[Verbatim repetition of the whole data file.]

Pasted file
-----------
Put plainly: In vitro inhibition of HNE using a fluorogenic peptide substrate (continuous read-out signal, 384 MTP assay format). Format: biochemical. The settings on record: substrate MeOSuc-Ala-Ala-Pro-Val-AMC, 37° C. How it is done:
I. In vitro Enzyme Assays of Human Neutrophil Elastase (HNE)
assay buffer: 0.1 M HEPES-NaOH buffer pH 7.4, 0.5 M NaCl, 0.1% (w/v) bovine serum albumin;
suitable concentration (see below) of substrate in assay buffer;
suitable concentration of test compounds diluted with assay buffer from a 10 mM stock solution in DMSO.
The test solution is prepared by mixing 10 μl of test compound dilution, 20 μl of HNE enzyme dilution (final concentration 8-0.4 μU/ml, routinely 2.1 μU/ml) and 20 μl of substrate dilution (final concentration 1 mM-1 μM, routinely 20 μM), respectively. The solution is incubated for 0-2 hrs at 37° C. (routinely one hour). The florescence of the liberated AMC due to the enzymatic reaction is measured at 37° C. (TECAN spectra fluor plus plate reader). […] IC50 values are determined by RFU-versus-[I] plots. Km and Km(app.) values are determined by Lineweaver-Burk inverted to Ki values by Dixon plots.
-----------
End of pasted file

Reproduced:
Put plainly: In vitro inhibition of HNE using a fluorogenic peptide substrate (continuous read-out signal, 384 MTP assay format). Format: biochemical. The settings on record: substrate MeOSuc-Ala-Ala-Pro-Val-AMC, 37° C. How it is done:
I. In vitro Enzyme Assays of Human Neutrophil Elastase (HNE)
assay buffer: 0.1 M HEPES-NaOH buffer pH 7.4, 0.5 M NaCl, 0.1% (w/v) bovine serum albumin;
suitable concentration (see below) of substrate in assay buffer;
suitable concentration of test compounds diluted with assay buffer from a 10 mM stock solution in DMSO.
The test solution is prepared by mixing 10 μl of test compound dilution, 20 μl of HNE enzyme dilution (final concentration 8-0.4 μU/ml, routinely 2.1 μU/ml) and 20 μl of substrate dilution (final concentration 1 mM-1 μM, routinely 20 μM), respectively. The solution is incubated for 0-2 hrs at 37° C. (routinely one hour). The florescence of the liberated AMC due to the enzymatic reaction is measured at 37° C. (TECAN spectra fluor plus plate reader). […] IC50 values are determined by RFU-versus-[I] plots. Km and Km(app.) values are determined by Lineweaver-Burk inverted to Ki values by Dixon plots.